Travel News

Following The Rules Is Travel Hacking, According To Alaska

Written by Charlie

To explain the overnight change on Emirates awards, Alaska offers an explanation. Apparently, following the rules is travel hacking.

Yesterday, the brutal news came that Alaska Airlines had devalued premium redemptions on Emirates overnight. What had been one of the most popular award options now had been almost doubled.

Following The Rules Is Travel Hacking, According To Alaska


Let me say this first – of course, there were some travelers that really pushed the limits on the routing of Emirates flights. But, I do not think that the number of people doing that would have pushed Alaska to make the drastic change they did. Not that alone, anyway. However, even the travelers that did have some strange routing of their award tickets were still doing it with the Alaska “rules” since it was Alaska that had left the routing rules open.


The new first class chart for Emirates

Alaska’s Statement

While Alaska took a big hit on social media and in the blogs yesterday for this drastic change, I am thankful that they at least put out a public response to it. It can be found on their blog here. Here are some of the “highlights” of the post.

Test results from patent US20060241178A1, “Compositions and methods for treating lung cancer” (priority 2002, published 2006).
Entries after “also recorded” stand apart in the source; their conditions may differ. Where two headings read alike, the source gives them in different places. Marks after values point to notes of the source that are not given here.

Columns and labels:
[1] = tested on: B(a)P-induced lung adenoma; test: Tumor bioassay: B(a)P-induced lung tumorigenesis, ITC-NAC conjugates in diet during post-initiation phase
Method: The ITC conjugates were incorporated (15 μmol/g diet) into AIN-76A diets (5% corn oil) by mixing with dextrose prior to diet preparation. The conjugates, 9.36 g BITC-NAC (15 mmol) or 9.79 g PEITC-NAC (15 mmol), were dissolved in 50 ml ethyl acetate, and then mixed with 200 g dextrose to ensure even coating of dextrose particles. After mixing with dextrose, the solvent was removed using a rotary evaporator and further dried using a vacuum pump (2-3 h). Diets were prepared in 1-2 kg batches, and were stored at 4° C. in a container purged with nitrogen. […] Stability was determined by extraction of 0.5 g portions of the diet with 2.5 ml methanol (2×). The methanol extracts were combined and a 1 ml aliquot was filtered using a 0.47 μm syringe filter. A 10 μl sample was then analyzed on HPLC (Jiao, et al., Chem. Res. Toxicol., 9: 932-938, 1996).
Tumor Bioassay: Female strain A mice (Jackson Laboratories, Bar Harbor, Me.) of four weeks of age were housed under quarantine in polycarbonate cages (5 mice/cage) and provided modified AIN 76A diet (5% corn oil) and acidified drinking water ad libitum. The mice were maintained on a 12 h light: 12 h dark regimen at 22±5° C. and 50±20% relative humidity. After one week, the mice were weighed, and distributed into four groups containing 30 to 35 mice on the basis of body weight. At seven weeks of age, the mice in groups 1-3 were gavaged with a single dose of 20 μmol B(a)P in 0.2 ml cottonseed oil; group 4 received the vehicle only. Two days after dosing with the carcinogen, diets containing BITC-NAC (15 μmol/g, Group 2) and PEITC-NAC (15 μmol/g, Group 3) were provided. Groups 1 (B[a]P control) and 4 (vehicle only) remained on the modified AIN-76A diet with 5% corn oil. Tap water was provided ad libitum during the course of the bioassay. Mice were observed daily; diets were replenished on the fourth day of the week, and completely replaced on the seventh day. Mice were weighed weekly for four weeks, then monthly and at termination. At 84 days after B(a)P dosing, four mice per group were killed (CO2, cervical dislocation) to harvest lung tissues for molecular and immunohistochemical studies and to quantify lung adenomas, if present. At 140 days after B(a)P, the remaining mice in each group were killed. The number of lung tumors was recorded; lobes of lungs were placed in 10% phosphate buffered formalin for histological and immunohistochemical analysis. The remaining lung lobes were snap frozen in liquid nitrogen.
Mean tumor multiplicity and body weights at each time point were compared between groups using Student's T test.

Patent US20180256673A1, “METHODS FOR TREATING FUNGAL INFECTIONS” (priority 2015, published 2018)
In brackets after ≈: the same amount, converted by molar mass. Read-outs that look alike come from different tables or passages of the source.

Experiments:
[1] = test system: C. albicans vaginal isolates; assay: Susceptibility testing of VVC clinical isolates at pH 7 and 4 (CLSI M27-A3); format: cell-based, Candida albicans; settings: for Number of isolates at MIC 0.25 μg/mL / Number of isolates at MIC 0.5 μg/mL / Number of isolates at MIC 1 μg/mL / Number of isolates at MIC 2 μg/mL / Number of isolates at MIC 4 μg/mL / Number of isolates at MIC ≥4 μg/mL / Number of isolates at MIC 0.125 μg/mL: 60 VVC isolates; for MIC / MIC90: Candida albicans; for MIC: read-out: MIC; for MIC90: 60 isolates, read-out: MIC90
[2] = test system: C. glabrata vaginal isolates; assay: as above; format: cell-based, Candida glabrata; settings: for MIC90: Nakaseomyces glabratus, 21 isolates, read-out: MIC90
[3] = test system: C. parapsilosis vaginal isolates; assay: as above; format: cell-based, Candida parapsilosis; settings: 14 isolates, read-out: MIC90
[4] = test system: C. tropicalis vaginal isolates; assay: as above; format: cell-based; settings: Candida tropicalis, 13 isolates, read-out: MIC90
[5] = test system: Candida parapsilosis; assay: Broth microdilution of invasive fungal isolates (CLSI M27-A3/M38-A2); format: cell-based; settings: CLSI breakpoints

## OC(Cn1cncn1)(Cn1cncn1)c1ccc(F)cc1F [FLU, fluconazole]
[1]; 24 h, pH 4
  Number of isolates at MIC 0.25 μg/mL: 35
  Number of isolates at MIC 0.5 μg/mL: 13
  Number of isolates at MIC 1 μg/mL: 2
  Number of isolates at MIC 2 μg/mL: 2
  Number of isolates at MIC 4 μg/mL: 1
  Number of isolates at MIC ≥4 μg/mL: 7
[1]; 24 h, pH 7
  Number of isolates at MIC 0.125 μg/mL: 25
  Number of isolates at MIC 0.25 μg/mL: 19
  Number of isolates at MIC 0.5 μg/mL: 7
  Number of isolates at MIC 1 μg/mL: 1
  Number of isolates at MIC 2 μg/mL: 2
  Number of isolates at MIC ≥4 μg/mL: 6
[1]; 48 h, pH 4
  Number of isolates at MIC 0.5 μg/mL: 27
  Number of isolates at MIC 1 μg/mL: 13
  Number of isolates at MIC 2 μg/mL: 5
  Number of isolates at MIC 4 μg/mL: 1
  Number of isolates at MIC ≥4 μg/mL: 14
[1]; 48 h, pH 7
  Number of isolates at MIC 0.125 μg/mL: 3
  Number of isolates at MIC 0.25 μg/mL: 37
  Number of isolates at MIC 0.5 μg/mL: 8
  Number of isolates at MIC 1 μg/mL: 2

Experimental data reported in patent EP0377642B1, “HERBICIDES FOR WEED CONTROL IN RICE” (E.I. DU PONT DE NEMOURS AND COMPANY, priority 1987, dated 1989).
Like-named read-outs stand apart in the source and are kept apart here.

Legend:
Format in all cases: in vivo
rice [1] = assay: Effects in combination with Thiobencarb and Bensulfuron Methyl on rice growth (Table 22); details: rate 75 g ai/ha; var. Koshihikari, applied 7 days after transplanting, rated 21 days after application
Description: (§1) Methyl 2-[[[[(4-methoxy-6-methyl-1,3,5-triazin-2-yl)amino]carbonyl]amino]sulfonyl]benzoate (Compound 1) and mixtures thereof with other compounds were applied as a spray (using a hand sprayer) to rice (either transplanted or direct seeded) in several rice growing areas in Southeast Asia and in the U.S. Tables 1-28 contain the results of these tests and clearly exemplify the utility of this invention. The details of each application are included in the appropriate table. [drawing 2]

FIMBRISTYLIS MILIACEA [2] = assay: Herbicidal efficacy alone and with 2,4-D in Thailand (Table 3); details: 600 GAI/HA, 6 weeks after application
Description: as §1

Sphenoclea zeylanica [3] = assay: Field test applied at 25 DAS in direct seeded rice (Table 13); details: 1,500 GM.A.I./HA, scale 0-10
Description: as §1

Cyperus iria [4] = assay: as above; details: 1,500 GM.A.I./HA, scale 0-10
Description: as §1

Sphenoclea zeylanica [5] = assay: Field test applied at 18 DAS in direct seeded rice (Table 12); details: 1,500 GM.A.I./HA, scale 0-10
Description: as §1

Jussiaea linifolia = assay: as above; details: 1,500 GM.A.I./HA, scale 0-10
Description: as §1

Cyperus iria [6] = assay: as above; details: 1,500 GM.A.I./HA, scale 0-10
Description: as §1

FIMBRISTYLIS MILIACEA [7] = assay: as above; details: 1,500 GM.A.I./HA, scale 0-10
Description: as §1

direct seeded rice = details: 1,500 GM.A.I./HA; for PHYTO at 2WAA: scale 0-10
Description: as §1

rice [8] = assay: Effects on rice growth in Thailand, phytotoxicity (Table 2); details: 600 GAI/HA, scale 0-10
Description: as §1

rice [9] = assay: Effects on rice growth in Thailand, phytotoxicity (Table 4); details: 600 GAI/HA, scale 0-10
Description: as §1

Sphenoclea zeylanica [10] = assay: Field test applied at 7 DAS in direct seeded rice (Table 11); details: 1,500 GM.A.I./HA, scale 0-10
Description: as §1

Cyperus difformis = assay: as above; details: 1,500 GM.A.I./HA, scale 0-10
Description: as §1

Why is Mileage Plan making this change?

Alaska’s premium Emirates awards have long been known as an exceptionally good deal. With the rise of “travel-hacking,” intended to exploit Mileage Plan’s award routing rules, coupled with below-market award levels, our previous award levels were unsustainable. The new award levels enable Alaska to continue to offer Emirates Business Class and First Class as a redemption option.

There it is – “travel-hacking” was the primary driver for the award changes. Yes, it likely had to do with some crazy routes that people were booking. Also likely was the press that one blogger drove hard to highlight how he took advantage of what he called “loopholes” in the routing rules of the Mileage Plan program (not a BoardingArea blogger).